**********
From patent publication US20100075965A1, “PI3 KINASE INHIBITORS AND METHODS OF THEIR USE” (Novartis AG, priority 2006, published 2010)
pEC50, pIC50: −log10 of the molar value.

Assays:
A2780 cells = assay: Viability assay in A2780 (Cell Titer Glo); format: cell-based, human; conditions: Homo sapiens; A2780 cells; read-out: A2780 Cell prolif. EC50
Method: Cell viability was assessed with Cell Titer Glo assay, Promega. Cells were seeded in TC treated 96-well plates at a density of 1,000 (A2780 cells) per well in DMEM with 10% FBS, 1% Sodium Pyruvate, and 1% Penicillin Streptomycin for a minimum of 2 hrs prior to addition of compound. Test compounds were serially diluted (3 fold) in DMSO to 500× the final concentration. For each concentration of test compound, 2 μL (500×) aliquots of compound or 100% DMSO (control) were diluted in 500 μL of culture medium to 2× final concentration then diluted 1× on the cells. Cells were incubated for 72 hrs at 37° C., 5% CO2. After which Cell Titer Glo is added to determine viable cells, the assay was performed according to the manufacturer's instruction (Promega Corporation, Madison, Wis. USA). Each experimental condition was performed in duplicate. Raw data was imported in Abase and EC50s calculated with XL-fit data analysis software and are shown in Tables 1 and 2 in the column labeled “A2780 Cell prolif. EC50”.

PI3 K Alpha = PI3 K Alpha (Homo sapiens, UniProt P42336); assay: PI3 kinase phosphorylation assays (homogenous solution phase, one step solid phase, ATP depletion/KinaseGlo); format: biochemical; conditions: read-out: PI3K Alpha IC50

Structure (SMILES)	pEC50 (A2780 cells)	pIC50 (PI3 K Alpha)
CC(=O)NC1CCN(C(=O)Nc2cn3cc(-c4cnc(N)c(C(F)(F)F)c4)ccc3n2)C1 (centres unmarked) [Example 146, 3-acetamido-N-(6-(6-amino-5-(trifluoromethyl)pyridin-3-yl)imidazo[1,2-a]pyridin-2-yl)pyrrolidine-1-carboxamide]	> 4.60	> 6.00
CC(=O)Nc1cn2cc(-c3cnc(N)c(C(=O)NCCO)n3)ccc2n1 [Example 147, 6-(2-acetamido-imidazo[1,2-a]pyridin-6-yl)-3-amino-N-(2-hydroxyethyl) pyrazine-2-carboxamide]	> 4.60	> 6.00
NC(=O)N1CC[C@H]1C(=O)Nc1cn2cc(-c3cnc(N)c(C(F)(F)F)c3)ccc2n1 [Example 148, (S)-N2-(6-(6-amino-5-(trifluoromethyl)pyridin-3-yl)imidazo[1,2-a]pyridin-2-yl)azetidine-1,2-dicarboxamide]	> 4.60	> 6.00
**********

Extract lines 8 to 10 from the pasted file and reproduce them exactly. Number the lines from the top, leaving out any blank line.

CC(=O)NC1CCN(C(=O)Nc2cn3cc(-c4cnc(N)c(C(F)(F)F)c4)ccc3n2)C1 (centres unmarked) [Example 146, 3-acetamido-N-(6-(6-amino-5-(trifluoromethyl)pyridin-3-yl)imidazo[1,2-a]pyridin-2-yl)pyrrolidine-1-carboxamide]	> 4.60	> 6.00
CC(=O)Nc1cn2cc(-c3cnc(N)c(C(=O)NCCO)n3)ccc2n1 [Example 147, 6-(2-acetamido-imidazo[1,2-a]pyridin-6-yl)-3-amino-N-(2-hydroxyethyl) pyrazine-2-carboxamide]	> 4.60	> 6.00
NC(=O)N1CC[C@H]1C(=O)Nc1cn2cc(-c3cnc(N)c(C(F)(F)F)c3)ccc2n1 [Example 148, (S)-N2-(6-(6-amino-5-(trifluoromethyl)pyridin-3-yl)imidazo[1,2-a]pyridin-2-yl)azetidine-1,2-dicarboxamide]	> 4.60	> 6.00